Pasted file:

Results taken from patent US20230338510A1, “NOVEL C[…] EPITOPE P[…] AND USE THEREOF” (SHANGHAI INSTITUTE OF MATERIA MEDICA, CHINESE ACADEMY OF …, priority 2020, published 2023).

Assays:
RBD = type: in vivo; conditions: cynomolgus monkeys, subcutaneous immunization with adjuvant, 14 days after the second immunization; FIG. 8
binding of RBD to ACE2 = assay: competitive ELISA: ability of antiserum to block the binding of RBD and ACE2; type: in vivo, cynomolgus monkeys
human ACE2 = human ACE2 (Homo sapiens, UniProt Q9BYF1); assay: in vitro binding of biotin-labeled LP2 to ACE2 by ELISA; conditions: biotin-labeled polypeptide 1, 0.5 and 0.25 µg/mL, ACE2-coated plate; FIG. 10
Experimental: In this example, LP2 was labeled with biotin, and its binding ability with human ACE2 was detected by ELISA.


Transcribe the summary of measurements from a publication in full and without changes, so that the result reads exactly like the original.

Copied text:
Results taken from patent US20230338510A1, “NOVEL C[…] EPITOPE P[…] AND USE THEREOF” (SHANGHAI INSTITUTE OF MATERIA MEDICA, CHINESE ACADEMY OF …, priority 2020, published 2023).

Assays:
RBD = type: in vivo; conditions: cynomolgus monkeys, subcutaneous immunization with adjuvant, 14 days after the second immunization; FIG. 8
binding of RBD to ACE2 = assay: competitive ELISA: ability of antiserum to block the binding of RBD and ACE2; type: in vivo, cynomolgus monkeys
human ACE2 = human ACE2 (Homo sapiens, UniProt Q9BYF1); assay: in vitro binding of biotin-labeled LP2 to ACE2 by ELISA; conditions: biotin-labeled polypeptide 1, 0.5 and 0.25 µg/mL, ACE2-coated plate; FIG. 10
Experimental: In this example, LP2 was labeled with biotin, and its binding ability with human ACE2 was detected by ELISA.